Same Shirt, Different Day was originally set on seven High Point University students over a five day period. The work explores the contrast between social conformity and one’s expression of individuality. The work expresses the power of vulnerability and human interaction, playing with the idea of a future society where people had no sense of connection to one another; where people had lost their awareness of themselves in relation to the world around them and lived in a society of monotony and uniformity. The work was also inspired by the music and how the addition of tap as a percussion element would blend with the strings and wind instruments.

 

 

Lindsay Shepherd is originally from Fairfax, VA. She graduated from East Carolina University in 2003 with a B.F.A. in Dance Performance, concentration in Jazz. Since then she has continued her professional dance career with Joel Hall Dancers II jazz company, Holland America Cruise Lines, Winifred Haun & Dancers modern company, the Cartier Collective (formerly Especially Tap Chicago), and is currently an ensemble member of Be The Groove, a rhythmic performance ensemble. Her choreography has been showcased in Dance Chicago’s “Best of New Dances”, and was the American College Dance Festival Association National Gala winner in 2003. She recently choreographed a new percussive dance work on Be The Groove, and was commissioned by Chicago tap dance collective Audible Odyssey as a featured artist for their 2015 choreographer showcase. Lindsay enjoys fusing her jazz and modern dance background with tap dance and body percussion.

Sayward Grindley

Variance was set over five rehearsals with guest artist Sayward Grindley. The piece is a collaboration between the choreographer and the dancers. What began with a name game to get to know each other and creating gestures from each of their names, turned into movement phrases and variations which evolved and built upon each other to create the work. Just as in life, every small decision affected what was created and what happened next. The movement went through many changes during the process, and the dancers did as well. They were changed by the process and changed by each other, and each one played a significant role in the overall creation.

 

 

Sayward Grindley is a dance educator, teaching artist, arts administrator and choreographer with a Master of Fine Arts degree in Choreography from Jacksonville University – White Oak, where she studied under world renowned artists such as Alonzo King, Michael Klien, Mario Zambrano, Ana Sanchez-Colberg, and Juri Nael. Sayward holds a Dual BFA in Dance Performance and Dance Education from East Carolina University, where she also received the Mavis Ray Ballet scholarship and graduated with the Rosalind Roulston Award for Outstanding Achievements and Contributions to the School of Theatre and Dance. She has been a rehearsal director for Rodger Belman. She is also currently an Adjunct Dance Faculty Member teaching ballet at Meredith College and was previously on faculty at Appalachian State University for four years, teaching ballet, modern dance, and lecture courses. She is very passionate about creating engaging, educational and meaningful community dance opportunities.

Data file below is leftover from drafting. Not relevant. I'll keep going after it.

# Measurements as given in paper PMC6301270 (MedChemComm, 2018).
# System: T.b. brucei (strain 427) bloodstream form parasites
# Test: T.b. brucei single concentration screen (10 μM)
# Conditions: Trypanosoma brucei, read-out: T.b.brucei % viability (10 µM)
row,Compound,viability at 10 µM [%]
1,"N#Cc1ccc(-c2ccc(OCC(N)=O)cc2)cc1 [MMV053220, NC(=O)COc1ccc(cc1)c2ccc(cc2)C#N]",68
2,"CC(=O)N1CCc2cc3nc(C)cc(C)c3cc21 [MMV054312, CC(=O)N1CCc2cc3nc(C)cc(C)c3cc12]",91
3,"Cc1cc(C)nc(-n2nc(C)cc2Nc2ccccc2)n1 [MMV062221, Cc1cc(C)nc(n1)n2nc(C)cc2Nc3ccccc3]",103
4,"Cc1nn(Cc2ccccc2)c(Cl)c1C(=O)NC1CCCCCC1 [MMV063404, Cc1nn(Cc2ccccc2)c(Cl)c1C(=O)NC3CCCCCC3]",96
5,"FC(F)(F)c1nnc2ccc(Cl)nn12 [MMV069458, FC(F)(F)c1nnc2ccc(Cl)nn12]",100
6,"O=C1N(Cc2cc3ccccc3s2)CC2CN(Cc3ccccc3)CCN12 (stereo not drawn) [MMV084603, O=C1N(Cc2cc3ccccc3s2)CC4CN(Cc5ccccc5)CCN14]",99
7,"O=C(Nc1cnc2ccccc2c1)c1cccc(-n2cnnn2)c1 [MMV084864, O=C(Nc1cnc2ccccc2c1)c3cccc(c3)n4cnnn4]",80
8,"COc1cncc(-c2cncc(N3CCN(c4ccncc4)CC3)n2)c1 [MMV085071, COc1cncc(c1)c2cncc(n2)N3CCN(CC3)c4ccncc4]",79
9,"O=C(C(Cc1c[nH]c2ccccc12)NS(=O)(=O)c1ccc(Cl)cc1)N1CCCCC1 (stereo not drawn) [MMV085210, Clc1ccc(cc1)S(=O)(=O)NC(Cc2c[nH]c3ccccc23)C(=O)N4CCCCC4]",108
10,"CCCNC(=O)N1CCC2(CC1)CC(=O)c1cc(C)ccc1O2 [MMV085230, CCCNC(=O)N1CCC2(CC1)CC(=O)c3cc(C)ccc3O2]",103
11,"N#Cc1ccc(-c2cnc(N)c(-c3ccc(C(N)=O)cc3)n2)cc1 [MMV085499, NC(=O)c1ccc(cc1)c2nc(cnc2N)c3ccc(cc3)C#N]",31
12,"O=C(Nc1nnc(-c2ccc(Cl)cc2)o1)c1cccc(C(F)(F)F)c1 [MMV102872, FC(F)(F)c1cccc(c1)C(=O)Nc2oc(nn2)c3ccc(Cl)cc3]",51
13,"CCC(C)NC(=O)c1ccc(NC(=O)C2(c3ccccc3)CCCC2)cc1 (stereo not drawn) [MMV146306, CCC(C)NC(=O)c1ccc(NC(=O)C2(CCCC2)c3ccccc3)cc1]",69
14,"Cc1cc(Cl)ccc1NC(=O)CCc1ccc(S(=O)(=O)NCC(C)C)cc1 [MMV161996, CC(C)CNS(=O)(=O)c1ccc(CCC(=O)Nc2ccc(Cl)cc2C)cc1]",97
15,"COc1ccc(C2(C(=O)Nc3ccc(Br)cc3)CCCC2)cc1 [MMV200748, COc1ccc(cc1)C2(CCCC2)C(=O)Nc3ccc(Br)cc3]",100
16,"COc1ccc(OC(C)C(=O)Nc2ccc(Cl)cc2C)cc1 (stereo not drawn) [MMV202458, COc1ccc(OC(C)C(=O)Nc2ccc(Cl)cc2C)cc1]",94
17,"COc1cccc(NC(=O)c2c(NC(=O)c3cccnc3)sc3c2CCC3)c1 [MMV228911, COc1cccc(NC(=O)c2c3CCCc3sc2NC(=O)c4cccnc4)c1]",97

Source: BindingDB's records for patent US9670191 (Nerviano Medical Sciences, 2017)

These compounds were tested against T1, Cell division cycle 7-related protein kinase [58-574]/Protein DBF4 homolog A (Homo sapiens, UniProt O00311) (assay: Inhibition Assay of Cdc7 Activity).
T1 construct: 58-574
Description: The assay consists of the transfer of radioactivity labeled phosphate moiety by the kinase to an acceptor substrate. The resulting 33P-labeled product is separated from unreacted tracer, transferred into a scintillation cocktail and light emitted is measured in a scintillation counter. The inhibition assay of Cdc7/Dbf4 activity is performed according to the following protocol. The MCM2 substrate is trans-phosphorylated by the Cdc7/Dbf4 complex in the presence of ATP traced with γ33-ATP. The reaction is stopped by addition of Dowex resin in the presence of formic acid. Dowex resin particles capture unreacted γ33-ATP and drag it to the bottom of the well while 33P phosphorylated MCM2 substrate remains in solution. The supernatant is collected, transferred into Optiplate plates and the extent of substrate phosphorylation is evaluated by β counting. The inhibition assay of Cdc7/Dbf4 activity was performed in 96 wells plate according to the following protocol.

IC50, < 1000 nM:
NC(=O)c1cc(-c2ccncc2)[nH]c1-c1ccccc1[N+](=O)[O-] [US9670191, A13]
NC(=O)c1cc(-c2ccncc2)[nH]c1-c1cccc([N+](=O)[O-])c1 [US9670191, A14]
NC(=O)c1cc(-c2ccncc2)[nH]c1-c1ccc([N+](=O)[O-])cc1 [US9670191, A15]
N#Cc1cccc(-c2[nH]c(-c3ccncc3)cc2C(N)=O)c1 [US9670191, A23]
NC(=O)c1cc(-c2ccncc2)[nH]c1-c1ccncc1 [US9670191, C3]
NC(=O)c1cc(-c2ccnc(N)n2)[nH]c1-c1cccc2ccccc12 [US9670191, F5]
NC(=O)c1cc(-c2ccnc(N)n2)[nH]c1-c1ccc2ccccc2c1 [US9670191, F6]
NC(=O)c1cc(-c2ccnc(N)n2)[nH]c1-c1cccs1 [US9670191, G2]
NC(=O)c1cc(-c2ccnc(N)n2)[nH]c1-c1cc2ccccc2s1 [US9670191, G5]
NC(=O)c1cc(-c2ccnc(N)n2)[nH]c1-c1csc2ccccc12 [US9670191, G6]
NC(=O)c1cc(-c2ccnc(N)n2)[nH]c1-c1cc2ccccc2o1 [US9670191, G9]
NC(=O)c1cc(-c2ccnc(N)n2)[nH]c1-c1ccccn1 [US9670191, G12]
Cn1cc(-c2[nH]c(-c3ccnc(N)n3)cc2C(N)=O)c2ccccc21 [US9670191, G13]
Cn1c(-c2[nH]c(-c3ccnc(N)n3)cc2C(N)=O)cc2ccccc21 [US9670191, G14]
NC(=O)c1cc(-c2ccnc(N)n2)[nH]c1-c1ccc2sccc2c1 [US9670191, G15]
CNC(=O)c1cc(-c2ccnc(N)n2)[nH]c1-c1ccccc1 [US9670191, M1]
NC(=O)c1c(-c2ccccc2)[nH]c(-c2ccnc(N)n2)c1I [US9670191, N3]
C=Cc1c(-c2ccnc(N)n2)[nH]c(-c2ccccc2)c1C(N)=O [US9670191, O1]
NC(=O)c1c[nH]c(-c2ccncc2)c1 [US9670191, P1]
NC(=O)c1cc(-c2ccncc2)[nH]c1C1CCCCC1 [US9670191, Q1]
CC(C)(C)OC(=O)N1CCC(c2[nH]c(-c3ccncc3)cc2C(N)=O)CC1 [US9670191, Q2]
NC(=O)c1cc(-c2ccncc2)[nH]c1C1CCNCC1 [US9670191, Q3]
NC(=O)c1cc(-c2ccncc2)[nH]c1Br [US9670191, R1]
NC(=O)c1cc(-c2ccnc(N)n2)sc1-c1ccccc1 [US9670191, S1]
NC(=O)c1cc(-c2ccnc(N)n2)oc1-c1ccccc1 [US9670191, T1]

Shannon Bramham

Damages was set by guest artist Shannon Bramham over a four day period in November of 2014 on High Point University students Rachel Abel, Madison Bryan, Zoey Chittick, Danielle Criss, Ashton Kirby, and Peyton Senning. They were selected to present this dance at the American College Dance Association Conference in March of 2015. The work deals with themes surrounding isolationism and conformity.

 

 

 

 

 

Shannon Bramham is currently performing and teaching around the world with Koresh Dance Company, which she has been a member of since 2008. She is a 2007 graduate from East Carolina University with a BFA in Dance Performance. Throughout her career she has performed works by Ronen Koresh, Ohad Naharin, Paul Selwyn Norton, Melissa Rector, Rodger Belman, and Nick Pupillo. She has also had the opportunity to teach and choreograph which are both huge passions of hers. Her work has been showcased at The International Ballet Competition, Regional Dance America, Wright State University, High Point University, and We Are Artists.

Dance at HPU